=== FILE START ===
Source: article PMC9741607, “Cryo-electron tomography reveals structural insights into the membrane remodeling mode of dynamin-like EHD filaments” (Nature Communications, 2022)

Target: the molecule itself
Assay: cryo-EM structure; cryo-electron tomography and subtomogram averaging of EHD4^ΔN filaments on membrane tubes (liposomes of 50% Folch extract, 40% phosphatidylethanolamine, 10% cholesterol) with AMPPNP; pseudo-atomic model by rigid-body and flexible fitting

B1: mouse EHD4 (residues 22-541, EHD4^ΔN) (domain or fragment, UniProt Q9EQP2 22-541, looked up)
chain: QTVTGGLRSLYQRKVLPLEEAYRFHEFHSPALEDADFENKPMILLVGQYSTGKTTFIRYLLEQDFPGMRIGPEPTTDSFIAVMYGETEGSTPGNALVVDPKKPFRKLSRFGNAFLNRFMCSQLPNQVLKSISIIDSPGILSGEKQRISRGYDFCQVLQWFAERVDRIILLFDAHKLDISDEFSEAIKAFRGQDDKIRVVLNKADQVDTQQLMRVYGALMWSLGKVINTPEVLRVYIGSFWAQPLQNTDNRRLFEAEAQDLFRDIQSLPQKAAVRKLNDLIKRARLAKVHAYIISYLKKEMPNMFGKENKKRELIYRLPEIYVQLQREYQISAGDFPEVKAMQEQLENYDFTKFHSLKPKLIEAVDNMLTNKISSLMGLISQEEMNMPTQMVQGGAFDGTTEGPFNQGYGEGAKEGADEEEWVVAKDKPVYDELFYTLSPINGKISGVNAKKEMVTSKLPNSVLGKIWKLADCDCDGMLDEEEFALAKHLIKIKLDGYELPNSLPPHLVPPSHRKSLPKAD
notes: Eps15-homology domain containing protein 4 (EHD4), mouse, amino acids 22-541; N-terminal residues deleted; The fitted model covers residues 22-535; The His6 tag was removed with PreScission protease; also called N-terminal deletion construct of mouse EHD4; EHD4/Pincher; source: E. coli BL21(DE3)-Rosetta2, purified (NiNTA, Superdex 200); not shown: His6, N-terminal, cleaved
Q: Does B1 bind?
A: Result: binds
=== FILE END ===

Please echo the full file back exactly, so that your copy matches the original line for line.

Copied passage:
Source: article PMC9741607, “Cryo-electron tomography reveals structural insights into the membrane remodeling mode of dynamin-like EHD filaments” (Nature Communications, 2022)

Target: the molecule itself
Assay: cryo-EM structure; cryo-electron tomography and subtomogram averaging of EHD4^ΔN filaments on membrane tubes (liposomes of 50% Folch extract, 40% phosphatidylethanolamine, 10% cholesterol) with AMPPNP; pseudo-atomic model by rigid-body and flexible fitting

B1: mouse EHD4 (residues 22-541, EHD4^ΔN) (domain or fragment, UniProt Q9EQP2 22-541, looked up)
chain: QTVTGGLRSLYQRKVLPLEEAYRFHEFHSPALEDADFENKPMILLVGQYSTGKTTFIRYLLEQDFPGMRIGPEPTTDSFIAVMYGETEGSTPGNALVVDPKKPFRKLSRFGNAFLNRFMCSQLPNQVLKSISIIDSPGILSGEKQRISRGYDFCQVLQWFAERVDRIILLFDAHKLDISDEFSEAIKAFRGQDDKIRVVLNKADQVDTQQLMRVYGALMWSLGKVINTPEVLRVYIGSFWAQPLQNTDNRRLFEAEAQDLFRDIQSLPQKAAVRKLNDLIKRARLAKVHAYIISYLKKEMPNMFGKENKKRELIYRLPEIYVQLQREYQISAGDFPEVKAMQEQLENYDFTKFHSLKPKLIEAVDNMLTNKISSLMGLISQEEMNMPTQMVQGGAFDGTTEGPFNQGYGEGAKEGADEEEWVVAKDKPVYDELFYTLSPINGKISGVNAKKEMVTSKLPNSVLGKIWKLADCDCDGMLDEEEFALAKHLIKIKLDGYELPNSLPPHLVPPSHRKSLPKAD
notes: Eps15-homology domain containing protein 4 (EHD4), mouse, amino acids 22-541; N-terminal residues deleted; The fitted model covers residues 22-535; The His6 tag was removed with PreScission protease; also called N-terminal deletion construct of mouse EHD4; EHD4/Pincher; source: E. coli BL21(DE3)-Rosetta2, purified (NiNTA, Superdex 200); not shown: His6, N-terminal, cleaved
Q: Does B1 bind?
A: Result: binds